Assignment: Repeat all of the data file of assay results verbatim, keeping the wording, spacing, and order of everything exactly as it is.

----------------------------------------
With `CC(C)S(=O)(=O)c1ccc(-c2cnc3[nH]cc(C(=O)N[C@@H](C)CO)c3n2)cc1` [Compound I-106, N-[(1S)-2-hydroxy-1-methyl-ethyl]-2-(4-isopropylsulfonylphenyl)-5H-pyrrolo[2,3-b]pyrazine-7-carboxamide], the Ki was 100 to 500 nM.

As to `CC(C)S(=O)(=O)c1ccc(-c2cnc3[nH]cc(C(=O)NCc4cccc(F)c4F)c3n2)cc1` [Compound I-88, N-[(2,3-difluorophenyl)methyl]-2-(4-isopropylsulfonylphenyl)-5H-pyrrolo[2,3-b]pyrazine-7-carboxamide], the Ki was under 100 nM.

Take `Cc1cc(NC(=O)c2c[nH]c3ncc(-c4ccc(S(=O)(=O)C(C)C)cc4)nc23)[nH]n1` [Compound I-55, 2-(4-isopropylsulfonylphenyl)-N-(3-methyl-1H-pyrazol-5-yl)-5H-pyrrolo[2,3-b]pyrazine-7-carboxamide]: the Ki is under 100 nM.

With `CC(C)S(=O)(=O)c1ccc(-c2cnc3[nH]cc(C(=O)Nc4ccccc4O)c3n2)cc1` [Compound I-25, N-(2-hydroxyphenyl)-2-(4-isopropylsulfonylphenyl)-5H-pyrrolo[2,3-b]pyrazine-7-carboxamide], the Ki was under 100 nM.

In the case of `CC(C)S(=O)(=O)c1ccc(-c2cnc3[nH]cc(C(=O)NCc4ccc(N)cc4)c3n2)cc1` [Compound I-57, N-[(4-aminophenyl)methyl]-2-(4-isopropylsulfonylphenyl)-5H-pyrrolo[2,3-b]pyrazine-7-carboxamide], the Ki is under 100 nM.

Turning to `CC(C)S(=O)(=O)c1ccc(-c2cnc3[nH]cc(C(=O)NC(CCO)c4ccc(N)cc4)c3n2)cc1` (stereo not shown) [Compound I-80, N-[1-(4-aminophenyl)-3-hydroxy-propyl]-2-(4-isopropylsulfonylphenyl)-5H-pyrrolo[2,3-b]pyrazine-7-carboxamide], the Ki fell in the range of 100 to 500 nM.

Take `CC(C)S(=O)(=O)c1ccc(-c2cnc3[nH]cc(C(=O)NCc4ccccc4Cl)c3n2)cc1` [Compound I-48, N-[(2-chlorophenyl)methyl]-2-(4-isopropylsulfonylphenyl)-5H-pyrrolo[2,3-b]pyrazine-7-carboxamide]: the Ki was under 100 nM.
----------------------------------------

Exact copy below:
With `CC(C)S(=O)(=O)c1ccc(-c2cnc3[nH]cc(C(=O)N[C@@H](C)CO)c3n2)cc1` [Compound I-106, N-[(1S)-2-hydroxy-1-methyl-ethyl]-2-(4-isopropylsulfonylphenyl)-5H-pyrrolo[2,3-b]pyrazine-7-carboxamide], the Ki was 100 to 500 nM.

As to `CC(C)S(=O)(=O)c1ccc(-c2cnc3[nH]cc(C(=O)NCc4cccc(F)c4F)c3n2)cc1` [Compound I-88, N-[(2,3-difluorophenyl)methyl]-2-(4-isopropylsulfonylphenyl)-5H-pyrrolo[2,3-b]pyrazine-7-carboxamide], the Ki was under 100 nM.

Take `Cc1cc(NC(=O)c2c[nH]c3ncc(-c4ccc(S(=O)(=O)C(C)C)cc4)nc23)[nH]n1` [Compound I-55, 2-(4-isopropylsulfonylphenyl)-N-(3-methyl-1H-pyrazol-5-yl)-5H-pyrrolo[2,3-b]pyrazine-7-carboxamide]: the Ki is under 100 nM.

With `CC(C)S(=O)(=O)c1ccc(-c2cnc3[nH]cc(C(=O)Nc4ccccc4O)c3n2)cc1` [Compound I-25, N-(2-hydroxyphenyl)-2-(4-isopropylsulfonylphenyl)-5H-pyrrolo[2,3-b]pyrazine-7-carboxamide], the Ki was under 100 nM.

In the case of `CC(C)S(=O)(=O)c1ccc(-c2cnc3[nH]cc(C(=O)NCc4ccc(N)cc4)c3n2)cc1` [Compound I-57, N-[(4-aminophenyl)methyl]-2-(4-isopropylsulfonylphenyl)-5H-pyrrolo[2,3-b]pyrazine-7-carboxamide], the Ki is under 100 nM.

Turning to `CC(C)S(=O)(=O)c1ccc(-c2cnc3[nH]cc(C(=O)NC(CCO)c4ccc(N)cc4)c3n2)cc1` (stereo not shown) [Compound I-80, N-[1-(4-aminophenyl)-3-hydroxy-propyl]-2-(4-isopropylsulfonylphenyl)-5H-pyrrolo[2,3-b]pyrazine-7-carboxamide], the Ki fell in the range of 100 to 500 nM.

Take `CC(C)S(=O)(=O)c1ccc(-c2cnc3[nH]cc(C(=O)NCc4ccccc4Cl)c3n2)cc1` [Compound I-48, N-[(2-chlorophenyl)methyl]-2-(4-isopropylsulfonylphenyl)-5H-pyrrolo[2,3-b]pyrazine-7-carboxamide]: the Ki was under 100 nM.